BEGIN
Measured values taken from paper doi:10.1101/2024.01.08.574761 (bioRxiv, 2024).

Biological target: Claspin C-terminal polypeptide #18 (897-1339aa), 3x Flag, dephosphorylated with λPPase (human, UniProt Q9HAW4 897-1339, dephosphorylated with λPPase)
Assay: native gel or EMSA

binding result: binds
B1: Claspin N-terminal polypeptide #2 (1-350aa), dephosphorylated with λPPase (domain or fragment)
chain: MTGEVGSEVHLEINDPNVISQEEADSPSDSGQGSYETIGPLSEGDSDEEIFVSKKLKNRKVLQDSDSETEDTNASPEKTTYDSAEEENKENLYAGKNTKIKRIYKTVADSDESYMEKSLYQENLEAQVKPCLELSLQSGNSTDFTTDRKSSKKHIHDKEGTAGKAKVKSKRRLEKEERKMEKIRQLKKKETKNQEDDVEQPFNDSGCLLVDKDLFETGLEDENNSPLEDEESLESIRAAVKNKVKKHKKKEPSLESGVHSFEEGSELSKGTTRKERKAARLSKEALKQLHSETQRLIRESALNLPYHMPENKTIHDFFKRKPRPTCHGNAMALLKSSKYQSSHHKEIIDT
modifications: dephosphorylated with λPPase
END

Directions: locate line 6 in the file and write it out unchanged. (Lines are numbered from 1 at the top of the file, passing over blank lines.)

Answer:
chain: MTGEVGSEVHLEINDPNVISQEEADSPSDSGQGSYETIGPLSEGDSDEEIFVSKKLKNRKVLQDSDSETEDTNASPEKTTYDSAEEENKENLYAGKNTKIKRIYKTVADSDESYMEKSLYQENLEAQVKPCLELSLQSGNSTDFTTDRKSSKKHIHDKEGTAGKAKVKSKRRLEKEERKMEKIRQLKKKETKNQEDDVEQPFNDSGCLLVDKDLFETGLEDENNSPLEDEESLESIRAAVKNKVKKHKKKEPSLESGVHSFEEGSELSKGTTRKERKAARLSKEALKQLHSETQRLIRESALNLPYHMPENKTIHDFFKRKPRPTCHGNAMALLKSSKYQSSHHKEIIDT